Draft Message Prepared for General of the Army Douglas MacArthur 81
Reports suggest that Japanese Government showing strong tendency to shirk its proper responsibility for ensuring effective utilization of Japanese economic resources during present critical period. In addition to delaying economic recovery and burdening you with details of economic policy, this trend if correctly reported will eventually identify occupation authorities more closely in public mind with responsibility for Japanese living conditions which are likely to be bad for some time as a result of conditions beyond control of occupation authorities.[Page 479]
Your views on this situation appreciated together with estimate of anticipated change following elections. Would welcome any suggestion as to Washington actions which might be of assistance to you in forcing Japanese to recognize and discharge effectively their responsibility for full production and efficient distribution in agriculture and industry.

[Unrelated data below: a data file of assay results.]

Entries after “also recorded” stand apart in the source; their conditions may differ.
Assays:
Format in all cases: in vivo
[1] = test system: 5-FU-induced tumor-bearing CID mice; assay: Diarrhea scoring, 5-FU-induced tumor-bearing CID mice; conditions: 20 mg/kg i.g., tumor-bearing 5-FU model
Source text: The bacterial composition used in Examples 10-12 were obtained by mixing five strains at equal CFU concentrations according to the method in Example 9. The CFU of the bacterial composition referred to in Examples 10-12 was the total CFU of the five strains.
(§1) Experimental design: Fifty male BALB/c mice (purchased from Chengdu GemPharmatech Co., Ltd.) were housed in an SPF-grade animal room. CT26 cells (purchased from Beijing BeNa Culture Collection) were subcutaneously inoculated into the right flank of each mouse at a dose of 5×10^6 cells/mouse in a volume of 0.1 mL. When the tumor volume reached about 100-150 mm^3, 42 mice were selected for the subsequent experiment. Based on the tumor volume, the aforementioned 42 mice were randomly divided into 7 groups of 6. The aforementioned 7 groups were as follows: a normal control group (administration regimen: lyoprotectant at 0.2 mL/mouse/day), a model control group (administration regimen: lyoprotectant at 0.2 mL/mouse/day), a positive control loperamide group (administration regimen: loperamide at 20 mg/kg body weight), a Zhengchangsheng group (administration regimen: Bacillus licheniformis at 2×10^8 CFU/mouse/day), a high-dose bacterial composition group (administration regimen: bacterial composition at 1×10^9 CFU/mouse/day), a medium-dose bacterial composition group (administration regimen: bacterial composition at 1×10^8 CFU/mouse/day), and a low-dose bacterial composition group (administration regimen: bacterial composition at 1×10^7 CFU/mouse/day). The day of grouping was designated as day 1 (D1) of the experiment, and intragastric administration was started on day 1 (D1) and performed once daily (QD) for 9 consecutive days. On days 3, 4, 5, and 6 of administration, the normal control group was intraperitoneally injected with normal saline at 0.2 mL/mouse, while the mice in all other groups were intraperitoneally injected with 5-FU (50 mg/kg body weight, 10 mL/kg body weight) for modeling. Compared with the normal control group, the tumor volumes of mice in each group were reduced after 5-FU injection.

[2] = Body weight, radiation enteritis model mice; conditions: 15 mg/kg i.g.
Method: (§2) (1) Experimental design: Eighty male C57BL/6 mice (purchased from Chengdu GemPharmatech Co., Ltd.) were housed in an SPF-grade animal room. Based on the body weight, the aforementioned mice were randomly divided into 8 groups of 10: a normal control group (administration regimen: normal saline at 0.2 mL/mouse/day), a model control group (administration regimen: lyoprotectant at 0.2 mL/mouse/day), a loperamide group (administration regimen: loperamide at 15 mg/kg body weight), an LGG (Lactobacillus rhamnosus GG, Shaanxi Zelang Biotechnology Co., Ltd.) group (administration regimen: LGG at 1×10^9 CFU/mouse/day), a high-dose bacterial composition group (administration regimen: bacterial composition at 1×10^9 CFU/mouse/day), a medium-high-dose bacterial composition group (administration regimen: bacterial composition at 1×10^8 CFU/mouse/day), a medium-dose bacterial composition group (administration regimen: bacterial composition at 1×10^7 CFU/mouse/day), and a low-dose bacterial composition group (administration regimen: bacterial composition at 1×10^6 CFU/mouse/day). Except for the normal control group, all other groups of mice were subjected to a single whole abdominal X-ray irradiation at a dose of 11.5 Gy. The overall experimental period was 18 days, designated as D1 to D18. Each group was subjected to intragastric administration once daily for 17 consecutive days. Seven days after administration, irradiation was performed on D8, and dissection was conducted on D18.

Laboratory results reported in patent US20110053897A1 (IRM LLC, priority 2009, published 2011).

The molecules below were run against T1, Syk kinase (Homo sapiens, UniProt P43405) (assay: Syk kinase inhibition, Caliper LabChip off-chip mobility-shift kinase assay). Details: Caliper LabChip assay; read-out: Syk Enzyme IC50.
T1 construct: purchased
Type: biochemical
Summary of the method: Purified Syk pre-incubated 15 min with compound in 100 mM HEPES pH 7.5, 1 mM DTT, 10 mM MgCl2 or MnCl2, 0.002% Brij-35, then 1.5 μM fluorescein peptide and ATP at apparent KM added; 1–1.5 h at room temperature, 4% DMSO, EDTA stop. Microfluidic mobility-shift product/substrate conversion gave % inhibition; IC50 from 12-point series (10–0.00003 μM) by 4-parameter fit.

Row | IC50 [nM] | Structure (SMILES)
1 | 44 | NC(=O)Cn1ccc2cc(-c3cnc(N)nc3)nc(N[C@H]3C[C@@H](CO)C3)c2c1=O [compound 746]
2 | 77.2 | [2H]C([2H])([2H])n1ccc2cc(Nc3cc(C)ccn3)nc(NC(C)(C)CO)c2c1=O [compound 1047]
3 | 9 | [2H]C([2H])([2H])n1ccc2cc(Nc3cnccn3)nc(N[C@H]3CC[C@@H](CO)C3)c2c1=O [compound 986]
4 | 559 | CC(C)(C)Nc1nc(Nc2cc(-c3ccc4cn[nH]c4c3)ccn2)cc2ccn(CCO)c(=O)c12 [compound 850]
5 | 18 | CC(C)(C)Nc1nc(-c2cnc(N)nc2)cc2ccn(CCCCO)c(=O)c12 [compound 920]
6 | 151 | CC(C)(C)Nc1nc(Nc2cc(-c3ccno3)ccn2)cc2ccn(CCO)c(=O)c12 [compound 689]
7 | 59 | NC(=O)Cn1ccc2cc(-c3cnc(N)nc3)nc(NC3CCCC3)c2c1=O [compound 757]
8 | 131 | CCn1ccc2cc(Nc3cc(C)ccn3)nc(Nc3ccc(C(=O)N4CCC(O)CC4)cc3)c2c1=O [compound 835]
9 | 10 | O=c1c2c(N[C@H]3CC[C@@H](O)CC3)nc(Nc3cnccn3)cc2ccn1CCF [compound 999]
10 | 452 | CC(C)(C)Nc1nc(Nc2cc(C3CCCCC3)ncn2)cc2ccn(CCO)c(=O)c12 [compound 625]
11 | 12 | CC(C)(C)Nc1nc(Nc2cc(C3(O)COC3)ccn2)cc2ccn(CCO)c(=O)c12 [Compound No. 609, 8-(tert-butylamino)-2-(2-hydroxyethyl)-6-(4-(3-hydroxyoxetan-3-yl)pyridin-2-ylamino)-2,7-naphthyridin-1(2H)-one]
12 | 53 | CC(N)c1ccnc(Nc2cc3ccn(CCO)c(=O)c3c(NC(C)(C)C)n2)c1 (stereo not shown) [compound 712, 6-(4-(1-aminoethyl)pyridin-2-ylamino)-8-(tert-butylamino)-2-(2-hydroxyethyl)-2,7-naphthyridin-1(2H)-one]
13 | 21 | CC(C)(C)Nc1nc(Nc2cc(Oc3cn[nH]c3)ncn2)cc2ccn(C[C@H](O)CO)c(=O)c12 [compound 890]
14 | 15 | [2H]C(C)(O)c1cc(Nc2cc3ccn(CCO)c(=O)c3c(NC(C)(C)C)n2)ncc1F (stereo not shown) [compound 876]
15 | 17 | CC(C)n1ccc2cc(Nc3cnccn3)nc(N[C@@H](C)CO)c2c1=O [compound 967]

Recognized here that one major factor hampering industrial initiative and reorganization by Japanese is uncertainty regarding reparations removals. Every effort is being made here to secure early establishment inter-allied reparations commission and adoption of interim program based on Pauley recommendations.82
- Copy transmitted to Lt. Col. Ernest A. Gross, U.S. Army, Civil Affairs Division, War Department, by Edwin M. Martin, Chief of the Division of Japanese and Korean Economic Affairs, on February 1, with request that the message be sent to SCAP.↩
- For report of December 18, 1945, by Ambassador Edwin W. Pauley, Personal Representative of President Truman on Reparations, see text in his Report on Japanese Reparations to the President of the United States, November 1945 to April 1946, Department of State Publication 3174, Far Eastern Series 25 (Washington, Government Printing Office [July 1948]), Reference 1–a. See also Mr. Pauley’s telegram of December 6, 1945, to President Truman, Foreign Relations, 1945, vol. vi, p. 1004.↩